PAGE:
Mahaney said the initial idea came while thinking about disabled vets, who suffer from PTSD. Since riding his bike gave him a bit of “two-wheel therapy,” it didn’t seem right that vets, or anyone else for that matter, didn’t have the access to motorcycles that he had.
“I’d really like to be putting them into the hands of everyone that wants one. That’s what this is all about, helping people that want to ride, so they can have that same feeling on the road,” said Mahaney.
Now that the prototype is built, Mahaney is in the marketing and development stage, and he’s funding his project by doing automotive repair and fabrication at the garage.
“I can fix and build pretty much anything, so I’ll do that as much as I need to, so that we can get this project off the ground,” Mahaney said.
Forged Spirit Garage is located in the Bradford Office of Economic and Community Development incubator facility on Russell Boulevard, and Mahaney is using his space to repair cars, trucks, small engines, and light fabrication work, while developing his wheelchair sidecar.
Some people look back on their college poetry and get depressed or embarrassed. I’m not ashamed of mine, to be honest. I was a young and raw poet then – today I’m an older and rustier poet.
Amid stacks and piles,
three miles sratospherically,
a word and a pen
scratch along paper
and create a
with tigers and cherubim
trees and skyscrapers
fog and stars…
visions of unseen…
journals of every
moment that has
a poet’s painted eye.
mice live simple,
Atiny heart pumping
a hundred quiet beats
for every one of your own
sprints his way across
under a heavily treaded rug,
to a hole
neatly gnawed through
a most invisible corner.
Mice… a lot like man.
keep it precise…
You keep getting too wordy,
trying to articulate what can be said without all the words you use
to describe every little detail not noticed by the naked eye.
You speak in circles and never stop going around the bush-beaten path you’ve
Get to the point.
Get to a point.
Hard to understand,
things that make sense.
Higher than our heads,
yet lower than heaven.
Mortal in our eyes,
yet still to resurrect.
Man just for a moment,
to hold our very hearts.
Deleted from the sweet freckled face, a smile hides in
Hides next to my pencil, and bubble gum, and it clings to my keys.
Sometimes i smile…
sometimes i don’t
so i won’t say i am not divided..
I’m convinced that coyote hunting isn’t about killing coyote, but about the rush of fear and adrenaline! Click here to read Part 3 – Where Frank and I are frozen in fear, hearing the sound of a large creature crashing through the woods, not twenty feet away!
“Don’t move – it’s a bear!” whispered Frank.
“What? Where? Should I shoot it?” I half-whispered/half-screamed back.
And then the sound was headed back down the road we had hiked up – and it was gone.
We stood tense, guns drawn, safety off, and breathing air slowly and quietly for a few more minutes – before making a move.
Frank’s best guess was that the bear had been in a tree, hiding from us, and a branch had broken, which made the crash sound, followed by the startled bear (which usually move much more quietly) rushing through the leaves and tall weeds was the rustling we heard as he tried to get as far away from us as possible. The coyotes didn’t want to be near a bear, which is why they didn’t follow us to the top of the hill.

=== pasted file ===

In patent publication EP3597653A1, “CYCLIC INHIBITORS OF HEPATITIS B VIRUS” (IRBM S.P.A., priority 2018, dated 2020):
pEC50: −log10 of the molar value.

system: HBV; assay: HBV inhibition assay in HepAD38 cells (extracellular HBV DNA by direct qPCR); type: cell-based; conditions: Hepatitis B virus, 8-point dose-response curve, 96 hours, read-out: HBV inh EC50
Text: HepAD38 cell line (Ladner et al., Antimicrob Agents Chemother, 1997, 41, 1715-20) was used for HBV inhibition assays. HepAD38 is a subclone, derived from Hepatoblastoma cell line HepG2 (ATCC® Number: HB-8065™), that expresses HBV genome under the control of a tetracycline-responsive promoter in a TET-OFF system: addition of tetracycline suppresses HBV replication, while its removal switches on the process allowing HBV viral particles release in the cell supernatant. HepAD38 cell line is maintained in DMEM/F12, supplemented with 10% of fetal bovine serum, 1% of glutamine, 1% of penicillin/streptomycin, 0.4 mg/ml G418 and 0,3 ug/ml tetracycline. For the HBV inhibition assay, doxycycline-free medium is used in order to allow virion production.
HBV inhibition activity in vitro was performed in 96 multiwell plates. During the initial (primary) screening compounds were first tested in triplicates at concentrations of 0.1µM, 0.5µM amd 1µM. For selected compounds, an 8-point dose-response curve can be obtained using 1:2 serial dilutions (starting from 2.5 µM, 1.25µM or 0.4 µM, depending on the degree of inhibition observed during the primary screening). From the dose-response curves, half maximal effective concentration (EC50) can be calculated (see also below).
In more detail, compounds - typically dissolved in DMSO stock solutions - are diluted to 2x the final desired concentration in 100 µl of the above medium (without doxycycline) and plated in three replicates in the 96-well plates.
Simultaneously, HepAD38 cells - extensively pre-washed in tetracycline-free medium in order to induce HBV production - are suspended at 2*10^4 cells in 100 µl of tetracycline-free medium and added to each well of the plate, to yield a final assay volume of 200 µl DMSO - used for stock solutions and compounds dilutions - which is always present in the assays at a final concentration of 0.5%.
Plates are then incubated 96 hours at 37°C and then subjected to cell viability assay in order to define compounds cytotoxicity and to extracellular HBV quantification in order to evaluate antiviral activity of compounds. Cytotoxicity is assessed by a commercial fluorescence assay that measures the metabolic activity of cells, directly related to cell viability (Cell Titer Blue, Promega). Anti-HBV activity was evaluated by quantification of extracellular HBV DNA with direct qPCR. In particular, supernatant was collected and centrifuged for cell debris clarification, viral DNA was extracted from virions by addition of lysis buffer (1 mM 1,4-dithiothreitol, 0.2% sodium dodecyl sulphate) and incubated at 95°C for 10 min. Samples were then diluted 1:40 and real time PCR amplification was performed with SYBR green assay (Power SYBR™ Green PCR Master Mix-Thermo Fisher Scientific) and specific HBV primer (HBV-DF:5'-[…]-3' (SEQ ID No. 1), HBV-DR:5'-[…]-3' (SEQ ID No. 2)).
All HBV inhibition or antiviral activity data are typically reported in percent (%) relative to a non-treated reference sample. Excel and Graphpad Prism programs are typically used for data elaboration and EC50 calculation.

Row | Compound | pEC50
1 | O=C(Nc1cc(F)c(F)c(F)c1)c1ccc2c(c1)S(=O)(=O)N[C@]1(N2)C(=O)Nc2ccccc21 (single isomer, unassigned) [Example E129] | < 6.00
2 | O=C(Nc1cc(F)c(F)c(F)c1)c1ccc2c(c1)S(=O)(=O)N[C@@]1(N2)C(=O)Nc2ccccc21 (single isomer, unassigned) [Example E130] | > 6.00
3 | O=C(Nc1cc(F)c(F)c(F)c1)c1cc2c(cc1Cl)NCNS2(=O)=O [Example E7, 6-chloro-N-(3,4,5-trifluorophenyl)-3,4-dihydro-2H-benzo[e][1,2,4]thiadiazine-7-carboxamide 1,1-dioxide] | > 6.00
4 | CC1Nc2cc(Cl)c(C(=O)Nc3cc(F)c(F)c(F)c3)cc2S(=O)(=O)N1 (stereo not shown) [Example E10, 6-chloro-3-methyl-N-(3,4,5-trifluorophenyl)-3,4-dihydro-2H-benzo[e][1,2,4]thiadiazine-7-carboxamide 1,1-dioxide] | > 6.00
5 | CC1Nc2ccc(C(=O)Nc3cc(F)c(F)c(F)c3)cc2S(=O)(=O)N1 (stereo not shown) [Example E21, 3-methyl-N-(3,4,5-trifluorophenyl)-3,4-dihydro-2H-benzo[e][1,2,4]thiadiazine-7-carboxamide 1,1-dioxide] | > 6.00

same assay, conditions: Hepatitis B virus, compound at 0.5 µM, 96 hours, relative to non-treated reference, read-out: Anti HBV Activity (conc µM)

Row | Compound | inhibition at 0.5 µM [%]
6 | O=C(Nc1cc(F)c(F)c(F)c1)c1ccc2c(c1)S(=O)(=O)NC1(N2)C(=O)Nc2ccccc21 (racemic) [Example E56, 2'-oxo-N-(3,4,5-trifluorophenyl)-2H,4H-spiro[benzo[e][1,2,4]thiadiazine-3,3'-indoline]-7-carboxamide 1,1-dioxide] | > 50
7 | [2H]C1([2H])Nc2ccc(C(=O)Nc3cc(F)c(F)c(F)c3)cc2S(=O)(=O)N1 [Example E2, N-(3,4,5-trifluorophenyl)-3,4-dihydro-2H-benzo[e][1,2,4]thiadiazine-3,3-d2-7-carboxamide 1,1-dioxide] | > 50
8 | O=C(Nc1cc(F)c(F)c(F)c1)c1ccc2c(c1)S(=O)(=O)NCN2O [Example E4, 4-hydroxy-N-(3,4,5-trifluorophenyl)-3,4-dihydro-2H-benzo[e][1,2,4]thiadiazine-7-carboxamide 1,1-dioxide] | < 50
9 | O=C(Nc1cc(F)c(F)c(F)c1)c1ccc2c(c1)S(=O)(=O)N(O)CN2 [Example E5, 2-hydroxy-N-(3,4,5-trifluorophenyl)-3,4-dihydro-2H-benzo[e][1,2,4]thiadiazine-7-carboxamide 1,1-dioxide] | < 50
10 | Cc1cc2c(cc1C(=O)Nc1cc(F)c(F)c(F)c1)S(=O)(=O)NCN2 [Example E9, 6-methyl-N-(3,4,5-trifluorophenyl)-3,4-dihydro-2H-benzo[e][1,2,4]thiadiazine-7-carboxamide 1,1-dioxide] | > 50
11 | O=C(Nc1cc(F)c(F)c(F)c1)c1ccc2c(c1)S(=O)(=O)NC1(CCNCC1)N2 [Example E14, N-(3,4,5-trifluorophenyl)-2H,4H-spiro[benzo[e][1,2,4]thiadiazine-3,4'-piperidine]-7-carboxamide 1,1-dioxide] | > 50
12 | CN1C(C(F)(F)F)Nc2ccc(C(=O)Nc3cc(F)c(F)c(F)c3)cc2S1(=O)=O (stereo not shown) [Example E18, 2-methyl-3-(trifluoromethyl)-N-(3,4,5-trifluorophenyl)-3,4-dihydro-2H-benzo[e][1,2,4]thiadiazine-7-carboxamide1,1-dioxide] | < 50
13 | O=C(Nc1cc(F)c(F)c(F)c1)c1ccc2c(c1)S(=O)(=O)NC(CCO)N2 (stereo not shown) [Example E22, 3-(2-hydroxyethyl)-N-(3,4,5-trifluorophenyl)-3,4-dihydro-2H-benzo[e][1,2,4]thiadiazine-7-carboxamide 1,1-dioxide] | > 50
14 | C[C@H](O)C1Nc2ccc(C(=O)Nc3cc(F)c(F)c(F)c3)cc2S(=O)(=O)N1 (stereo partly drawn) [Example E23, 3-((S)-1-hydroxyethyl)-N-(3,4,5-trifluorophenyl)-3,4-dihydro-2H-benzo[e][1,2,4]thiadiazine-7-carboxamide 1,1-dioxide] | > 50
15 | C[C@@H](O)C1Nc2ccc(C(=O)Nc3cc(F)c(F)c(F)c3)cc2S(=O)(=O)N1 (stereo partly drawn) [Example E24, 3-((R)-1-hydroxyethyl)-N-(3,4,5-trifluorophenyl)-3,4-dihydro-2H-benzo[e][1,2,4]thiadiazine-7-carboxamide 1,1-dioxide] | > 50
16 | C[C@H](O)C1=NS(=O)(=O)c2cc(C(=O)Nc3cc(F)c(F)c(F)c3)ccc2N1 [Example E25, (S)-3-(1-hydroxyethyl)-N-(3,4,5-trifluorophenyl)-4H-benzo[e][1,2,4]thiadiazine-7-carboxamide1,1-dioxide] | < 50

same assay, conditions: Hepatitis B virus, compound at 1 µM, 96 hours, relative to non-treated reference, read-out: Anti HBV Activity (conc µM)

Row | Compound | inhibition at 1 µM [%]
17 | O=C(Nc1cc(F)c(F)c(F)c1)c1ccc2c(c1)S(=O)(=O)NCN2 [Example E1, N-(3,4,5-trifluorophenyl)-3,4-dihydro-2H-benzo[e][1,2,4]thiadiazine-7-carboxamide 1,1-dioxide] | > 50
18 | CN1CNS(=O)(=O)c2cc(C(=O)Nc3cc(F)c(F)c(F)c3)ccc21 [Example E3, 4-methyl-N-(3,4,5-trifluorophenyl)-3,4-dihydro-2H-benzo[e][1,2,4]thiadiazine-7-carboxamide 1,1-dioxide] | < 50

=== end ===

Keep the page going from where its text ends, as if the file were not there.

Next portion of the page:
Black bear are nothing to trifle with. They don’t usually attack humans, but a frightened bear, a hungry bear, or a bear protecting it’s young will make quick work of man.
Frank and I then had to make our way back down the mountain – we had decided that the hunt was off – and we were going to make as much noise as possible – so that the bear would keep his distance, as we followed his path back out of the woods.
I’m convinced that coyote hunting isn’t about killing coyote, but about the rush of fear and adrenaline! Click here to read Part 2 – where the coyotes start to circle us in the dark!
After about an hour of hiking up the dark logging road, we got settled in to a clearing of ferns on top of the hill. We hadn’t heard or seen any sign of the coyotes for a few minutes – which seemed odd, since they had been so close to us earlier. Frank pulled out a survival candle/lantern gadget that he was quite proud to show off, and we sat back to back with our shotguns loaded, and pointed off into the darkness.
He fired up the dying rabbit call again – and offered up a few yips on his coyote call – simulating the scuffle of a coyote attacking his prey. And we heard coyotes answer – this time – back up in the hollows of the surrounding hills. The predators that were so close to just ten minutes ago were spread back out in the forest. No matter how hard we tried, we could seem to call them closer. Frank recommended a little silence to see if we could try again.
As soon as we got quiet, there was a crash, rustle, crash, crash, rustle not twenty feet to the south of us. We spun our guns around, and Frank hit his light. Of course – I couldn’t see anything – but I could feel every muscle in my body tighten like rocks, trying to figure out what kind of monster was going to attack.